But Chinese lending peaked in 2013 and has since been flat or declining, aside from a major deal by China Development Bank in 2016, when it recapitalised Angola’s state-owned oil and gas company Sonangol.

Bradley Parks, executive director of AidData, a research lab at the College of William and Mary in Virginia, said African governments that fell behind on loan repayments or defaulted on outstanding debts would find it difficult to get new loans from Beijing.

“China’s state-owned banks are primarily motivated by profit, so they don’t like to throw good money after bad if they can avoid it,” Parks said.

But he noted that the size of China’s overseas lending programme was driven by domestic industrial overproduction – including of steel, aluminium and cement – and excess foreign currency reserves.

“The authorities in Beijing understand that if these companies cannot find buyers for their excess production, they are more likely to default on their loans and shutter their factories, thereby creating higher levels of unemployment,” Parks said.

To address this, Beijing offers relatively cheap credit for overseas infrastructure projects that rely heavily on industry overproduction, he said.

“We’re in uncharted territory, so it’s not entirely clear how Chinese lenders will navigate these countervailing pressures,” Parks said. “One possibility is that they will search for new borrowers in Africa – like project companies and joint ventures – that pose lower levels of repayment risk than their existing government borrowers.”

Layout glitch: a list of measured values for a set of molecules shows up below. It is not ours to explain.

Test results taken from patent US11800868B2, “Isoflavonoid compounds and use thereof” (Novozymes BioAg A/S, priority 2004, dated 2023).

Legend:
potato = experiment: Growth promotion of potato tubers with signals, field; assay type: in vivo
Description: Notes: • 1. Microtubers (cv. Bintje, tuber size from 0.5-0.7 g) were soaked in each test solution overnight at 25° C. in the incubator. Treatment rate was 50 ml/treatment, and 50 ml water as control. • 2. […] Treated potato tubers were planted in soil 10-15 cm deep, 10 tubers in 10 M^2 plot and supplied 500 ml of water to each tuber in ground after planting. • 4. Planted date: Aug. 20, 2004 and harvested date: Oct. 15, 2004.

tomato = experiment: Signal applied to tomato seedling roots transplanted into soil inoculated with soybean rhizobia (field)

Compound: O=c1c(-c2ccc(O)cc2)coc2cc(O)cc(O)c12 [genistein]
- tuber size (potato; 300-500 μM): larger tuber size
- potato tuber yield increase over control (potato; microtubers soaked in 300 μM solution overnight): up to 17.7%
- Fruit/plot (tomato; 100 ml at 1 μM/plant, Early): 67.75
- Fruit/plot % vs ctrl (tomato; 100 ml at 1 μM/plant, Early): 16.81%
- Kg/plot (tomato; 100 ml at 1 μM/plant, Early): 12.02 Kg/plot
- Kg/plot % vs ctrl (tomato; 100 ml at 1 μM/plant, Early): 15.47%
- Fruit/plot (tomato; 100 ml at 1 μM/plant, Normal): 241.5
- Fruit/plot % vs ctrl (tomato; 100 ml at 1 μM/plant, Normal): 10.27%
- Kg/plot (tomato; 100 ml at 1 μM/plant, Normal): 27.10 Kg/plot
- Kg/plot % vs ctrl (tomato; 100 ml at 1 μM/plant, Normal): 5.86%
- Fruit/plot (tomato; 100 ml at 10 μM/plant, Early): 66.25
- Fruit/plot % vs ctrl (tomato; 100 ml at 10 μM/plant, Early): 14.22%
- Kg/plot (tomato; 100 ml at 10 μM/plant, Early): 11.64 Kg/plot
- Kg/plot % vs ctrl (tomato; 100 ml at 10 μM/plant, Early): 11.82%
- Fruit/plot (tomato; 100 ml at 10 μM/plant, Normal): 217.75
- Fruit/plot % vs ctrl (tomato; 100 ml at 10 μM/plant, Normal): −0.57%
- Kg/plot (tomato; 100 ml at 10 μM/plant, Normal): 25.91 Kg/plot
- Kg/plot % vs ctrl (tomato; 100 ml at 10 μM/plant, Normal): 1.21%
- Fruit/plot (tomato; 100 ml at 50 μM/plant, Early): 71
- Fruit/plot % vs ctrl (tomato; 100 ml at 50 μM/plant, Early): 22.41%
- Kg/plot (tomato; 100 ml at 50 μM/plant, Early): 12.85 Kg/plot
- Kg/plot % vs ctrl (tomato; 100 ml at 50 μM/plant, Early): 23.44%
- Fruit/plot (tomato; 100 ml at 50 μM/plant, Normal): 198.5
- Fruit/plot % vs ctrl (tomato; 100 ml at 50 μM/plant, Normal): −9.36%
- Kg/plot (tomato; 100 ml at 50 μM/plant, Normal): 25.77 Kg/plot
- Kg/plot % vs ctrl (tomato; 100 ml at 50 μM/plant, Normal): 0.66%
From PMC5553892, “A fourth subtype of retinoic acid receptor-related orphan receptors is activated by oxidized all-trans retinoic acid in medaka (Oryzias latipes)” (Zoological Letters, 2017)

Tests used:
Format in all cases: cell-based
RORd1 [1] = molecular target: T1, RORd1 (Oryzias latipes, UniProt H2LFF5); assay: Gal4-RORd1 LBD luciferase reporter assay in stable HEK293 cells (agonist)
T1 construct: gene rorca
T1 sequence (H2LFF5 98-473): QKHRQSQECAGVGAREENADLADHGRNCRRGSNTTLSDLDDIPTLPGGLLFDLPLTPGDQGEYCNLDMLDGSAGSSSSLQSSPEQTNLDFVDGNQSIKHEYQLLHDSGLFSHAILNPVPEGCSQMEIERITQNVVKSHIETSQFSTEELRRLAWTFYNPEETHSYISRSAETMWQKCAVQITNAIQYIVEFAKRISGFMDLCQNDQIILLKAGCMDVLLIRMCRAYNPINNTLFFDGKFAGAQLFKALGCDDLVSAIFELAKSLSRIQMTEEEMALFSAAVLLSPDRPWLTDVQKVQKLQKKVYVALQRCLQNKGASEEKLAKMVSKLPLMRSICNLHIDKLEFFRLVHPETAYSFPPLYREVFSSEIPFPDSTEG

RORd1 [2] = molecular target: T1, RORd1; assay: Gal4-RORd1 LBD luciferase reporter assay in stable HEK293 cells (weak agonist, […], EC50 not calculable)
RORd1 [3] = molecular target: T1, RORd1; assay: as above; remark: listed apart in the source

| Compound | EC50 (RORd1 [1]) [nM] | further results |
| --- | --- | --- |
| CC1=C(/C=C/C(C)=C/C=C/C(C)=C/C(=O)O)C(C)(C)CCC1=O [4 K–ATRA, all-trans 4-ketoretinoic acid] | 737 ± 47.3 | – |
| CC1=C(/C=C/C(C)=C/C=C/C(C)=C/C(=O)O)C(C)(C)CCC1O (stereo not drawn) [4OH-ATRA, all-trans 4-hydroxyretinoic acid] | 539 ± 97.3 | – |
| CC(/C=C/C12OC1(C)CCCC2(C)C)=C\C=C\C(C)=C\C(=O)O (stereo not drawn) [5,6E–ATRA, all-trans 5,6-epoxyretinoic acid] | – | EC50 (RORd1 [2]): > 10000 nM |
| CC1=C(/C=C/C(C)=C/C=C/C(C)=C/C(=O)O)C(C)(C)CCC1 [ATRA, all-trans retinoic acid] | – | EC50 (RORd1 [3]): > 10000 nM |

Hannah Ryder, the head of international development consultancy Development Reimagined, said African governments were showing more interest in public-private partnerships with all countries – including China – as a means to avoid higher “formal” debt-to-GDP ratios as recorded by the International Monetary Fund.

She said the IMF’s assessments of debt sustainability could have negative impacts on their access to other sources of finance.

That was the same reason African countries had sought resource-backed loans, according to Ryder.

Angola, Zimbabwe, the Democratic Republic of Congo and the Republic of Congo have all agreed such loan deals with China, under which finance is backed by natural resources.

However, Ryder said “creativity” around loan arrangements could be dangerous. For instance, public-private partnerships introduced across Africa by the World Bank and IMF in the 1980s had decimated equitable access to public goods and ultimately created more poverty, she said.

“China itself has mixed experience domestically with PPPs, but Chinese stakeholders are becoming more interested in PPPs because developing countries are asking them to explore them,” she said.

But the uptake from Chinese companies is still low, according to Gyude Moore, a senior policy fellow at the Washington-based Centre for Global Development.

He also said that in Africa, Chinese firms had been more willing to provide loans for roads, power plants and railways than to take equity stakes, but had been more open to equity investment in Asian countries like Laos, Cambodia and Vietnam.

“Many African governments have hesitated to take on equity partners, but this might be the only way [to get finance],” Moore said. “For sovereign debt, all the Chinese policy bank required was a guarantee from the state. With equity, China will assume some risk and will have to pay attention to corporate governance. Maybe it’s not such a terrible thing.”

Writer: Obinna Pascal Amajuoyi